Also, for those bemoaning the O2 stuff, trust me, it's not an issue. You're given so many chances to refill your oxygen that it feels like it's just an unnecessary system meant to at best introduce some new equipment. At its worst, it's a very minor annoyance and completely unnecessary to the gameplay. Eh. Just don't let it be the reason you're missing out on this game.

So yeah, despite a few rough edges, The Pre Sequel really delighted me. I'm playing through as Claptrap right now. It's loads of fun, and it couldn't have come at a better time.

So High Five, Duders!

Let's keep it friendly, jovial, cheerful, happy, silly, and wonderful out there this next week, folks. And then let's do it for the next month. And then the next year. And let's strive, every day, not to approach each other with shouts and curses, but with open ears and a smile. Because this is a great hobby, and we need to strive to make it even greater. So let's do this. Sunshine and smiles, folks.

10 Comments

Sparky's Update - Borderlands 2, Sunshine and Smiles Week

Heya folks!

Boy oh boy, what a couple of weeks. Months, really. I just want to say how proud I am of the majority of this amazing forum we call THE Giant Bomb dot com. Moderating these discussions with the gang has been nothing short of exhausting, but thankfully, you've made this bearable.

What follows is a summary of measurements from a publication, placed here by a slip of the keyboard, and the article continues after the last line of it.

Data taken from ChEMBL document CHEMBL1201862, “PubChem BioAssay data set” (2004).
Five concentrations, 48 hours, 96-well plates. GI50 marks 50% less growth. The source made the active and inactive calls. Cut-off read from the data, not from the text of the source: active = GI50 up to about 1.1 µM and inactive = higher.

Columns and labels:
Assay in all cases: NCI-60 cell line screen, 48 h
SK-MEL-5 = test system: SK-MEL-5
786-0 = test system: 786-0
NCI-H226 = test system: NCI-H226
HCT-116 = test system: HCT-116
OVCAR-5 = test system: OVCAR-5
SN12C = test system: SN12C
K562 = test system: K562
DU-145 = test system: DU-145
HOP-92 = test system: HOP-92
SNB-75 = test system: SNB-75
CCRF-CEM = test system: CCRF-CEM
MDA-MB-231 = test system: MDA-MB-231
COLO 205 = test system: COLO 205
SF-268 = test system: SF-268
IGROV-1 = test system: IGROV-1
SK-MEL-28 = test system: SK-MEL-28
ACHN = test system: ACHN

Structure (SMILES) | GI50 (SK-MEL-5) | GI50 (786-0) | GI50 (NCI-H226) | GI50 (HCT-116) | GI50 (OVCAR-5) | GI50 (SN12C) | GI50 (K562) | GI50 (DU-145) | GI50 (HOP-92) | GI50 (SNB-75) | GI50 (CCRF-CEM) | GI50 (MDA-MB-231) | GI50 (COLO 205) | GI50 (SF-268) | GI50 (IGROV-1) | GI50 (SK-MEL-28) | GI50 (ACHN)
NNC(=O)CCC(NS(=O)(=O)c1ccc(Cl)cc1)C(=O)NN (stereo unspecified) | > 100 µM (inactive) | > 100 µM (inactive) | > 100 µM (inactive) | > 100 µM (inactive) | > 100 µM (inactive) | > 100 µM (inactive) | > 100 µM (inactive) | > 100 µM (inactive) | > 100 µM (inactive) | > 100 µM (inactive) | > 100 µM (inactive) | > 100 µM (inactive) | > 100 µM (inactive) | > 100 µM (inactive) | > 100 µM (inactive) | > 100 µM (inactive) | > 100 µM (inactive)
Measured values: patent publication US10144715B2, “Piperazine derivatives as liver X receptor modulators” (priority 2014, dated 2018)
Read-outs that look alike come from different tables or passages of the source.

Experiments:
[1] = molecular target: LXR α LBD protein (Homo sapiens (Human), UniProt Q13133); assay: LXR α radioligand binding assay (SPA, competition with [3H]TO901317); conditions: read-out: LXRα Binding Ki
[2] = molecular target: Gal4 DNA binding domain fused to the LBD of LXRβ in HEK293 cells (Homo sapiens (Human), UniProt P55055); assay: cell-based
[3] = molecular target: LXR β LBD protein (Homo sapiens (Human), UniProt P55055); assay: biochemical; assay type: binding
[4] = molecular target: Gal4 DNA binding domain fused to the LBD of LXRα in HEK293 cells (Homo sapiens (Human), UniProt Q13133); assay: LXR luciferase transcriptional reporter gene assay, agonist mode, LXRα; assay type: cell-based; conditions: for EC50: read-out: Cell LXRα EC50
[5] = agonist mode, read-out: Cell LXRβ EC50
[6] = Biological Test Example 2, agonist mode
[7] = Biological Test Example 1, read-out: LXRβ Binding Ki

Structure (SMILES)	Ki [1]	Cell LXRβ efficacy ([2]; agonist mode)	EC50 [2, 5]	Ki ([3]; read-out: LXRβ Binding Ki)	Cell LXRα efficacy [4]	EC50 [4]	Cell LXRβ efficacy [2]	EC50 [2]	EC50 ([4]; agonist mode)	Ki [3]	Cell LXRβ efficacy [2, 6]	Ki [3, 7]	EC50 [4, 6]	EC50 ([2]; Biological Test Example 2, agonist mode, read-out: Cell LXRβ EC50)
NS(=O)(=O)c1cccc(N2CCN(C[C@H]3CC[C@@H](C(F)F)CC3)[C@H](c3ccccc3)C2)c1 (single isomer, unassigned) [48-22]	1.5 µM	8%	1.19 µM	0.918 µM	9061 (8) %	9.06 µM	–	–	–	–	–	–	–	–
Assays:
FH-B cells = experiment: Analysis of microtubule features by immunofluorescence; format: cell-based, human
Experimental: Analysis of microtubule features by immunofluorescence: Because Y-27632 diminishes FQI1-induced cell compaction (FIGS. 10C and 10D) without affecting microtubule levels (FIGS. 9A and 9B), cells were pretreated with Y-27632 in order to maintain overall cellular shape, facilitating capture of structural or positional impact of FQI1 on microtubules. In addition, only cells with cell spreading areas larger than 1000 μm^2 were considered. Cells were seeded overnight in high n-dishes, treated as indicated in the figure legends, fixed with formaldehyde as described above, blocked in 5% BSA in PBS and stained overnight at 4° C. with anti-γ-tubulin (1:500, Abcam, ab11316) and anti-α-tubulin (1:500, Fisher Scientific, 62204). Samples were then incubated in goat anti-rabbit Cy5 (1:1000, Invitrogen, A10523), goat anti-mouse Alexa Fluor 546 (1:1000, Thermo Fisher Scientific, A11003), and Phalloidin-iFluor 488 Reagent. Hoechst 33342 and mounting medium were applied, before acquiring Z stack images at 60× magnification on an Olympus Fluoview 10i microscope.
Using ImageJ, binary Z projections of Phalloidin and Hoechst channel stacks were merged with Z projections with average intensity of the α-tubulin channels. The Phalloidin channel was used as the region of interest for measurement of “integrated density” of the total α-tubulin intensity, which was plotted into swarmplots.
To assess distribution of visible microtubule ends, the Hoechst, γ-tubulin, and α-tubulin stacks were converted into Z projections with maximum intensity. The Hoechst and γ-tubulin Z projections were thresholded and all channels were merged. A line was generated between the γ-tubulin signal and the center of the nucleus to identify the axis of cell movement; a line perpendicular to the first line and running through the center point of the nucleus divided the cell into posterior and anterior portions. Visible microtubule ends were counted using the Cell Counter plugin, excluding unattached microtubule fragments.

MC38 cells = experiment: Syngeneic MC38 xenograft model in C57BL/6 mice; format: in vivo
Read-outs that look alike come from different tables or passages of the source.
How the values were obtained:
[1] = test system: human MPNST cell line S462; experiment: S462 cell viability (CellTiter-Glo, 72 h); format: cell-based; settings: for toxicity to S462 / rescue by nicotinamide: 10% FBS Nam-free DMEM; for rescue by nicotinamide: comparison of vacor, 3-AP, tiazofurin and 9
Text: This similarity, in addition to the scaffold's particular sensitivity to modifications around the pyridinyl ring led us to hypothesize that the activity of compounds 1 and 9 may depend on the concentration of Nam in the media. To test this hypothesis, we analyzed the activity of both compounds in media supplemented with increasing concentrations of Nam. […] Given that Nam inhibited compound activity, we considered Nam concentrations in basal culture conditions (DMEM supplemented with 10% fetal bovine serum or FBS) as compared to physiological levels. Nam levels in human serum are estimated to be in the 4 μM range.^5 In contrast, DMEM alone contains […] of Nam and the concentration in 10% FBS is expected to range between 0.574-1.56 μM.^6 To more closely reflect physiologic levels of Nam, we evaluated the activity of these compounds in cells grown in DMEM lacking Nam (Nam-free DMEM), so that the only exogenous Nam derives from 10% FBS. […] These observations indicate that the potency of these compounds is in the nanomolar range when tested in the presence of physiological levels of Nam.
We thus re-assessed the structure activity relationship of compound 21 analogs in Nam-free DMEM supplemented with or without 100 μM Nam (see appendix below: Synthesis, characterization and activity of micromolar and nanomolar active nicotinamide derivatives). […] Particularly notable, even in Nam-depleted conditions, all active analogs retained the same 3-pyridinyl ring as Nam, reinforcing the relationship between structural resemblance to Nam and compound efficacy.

That said, though, Rorie and us moderators, we're human. I know, I know, at times we seem like RoboCops, laying down the law unstoppably, unfeeling, and incapable of human emotion, but underneath our impeccable beautiful/handsome/hamburgerish exteriors, we're skin and bone, and we need a break. So therefore, we're declaring this Sunshine and Smiles Week, wherein we try to focus on the positive and promote a sense of, I don't know, huggability and what have you. We're going to be happy, damn it, and we're dragging you with us!

This guy knows what I"m talkin' about.

I also want to encourage everyone to get psyched for this weekend's Extra Life charity events, easily some of the best stuff the gaming community as a whole does each year. Every single one of the individuals putting on a show deserves a round of applause, some Tootsie Rolls, and a used REO Speedwagon CD, at the very least. So check out what's going on, pop in your favorite eight track this weekend, and enjoy some good times - for the kids!

So Hey, I Broke My PS4 - But That's A-OK! Sunshine and Smiles!

In what seems like a lifetime ago, I wrote about buying a PS4 and my early thoughts on it. Well, about a week after that blog, I started getting that nasty little disk eject error. In the middle of the night, my PS4 tried to regurgitate my copy of Watch Dogs, and even when I pulled the disk, it kept making the disk eject beeping noise at random intervals. After going through the recommended (and utterly useless) steps to try to fix the problem on my own, I ended up contacting Sony and sending it in. Unfortunately, it's still out for repairs.

But you know what? The timing couldn't have been better.

Because REASONS! OK, Actually, Because of Borderlands

Kids, I'm kind of a Borderlands-oholic. I sunk probably close to fifty or so hours into the first game, easily a hundred or so into the second, and I've already beat Borderlands - The Pre Sequel.

My succinct thoughts on the Pre Sequel.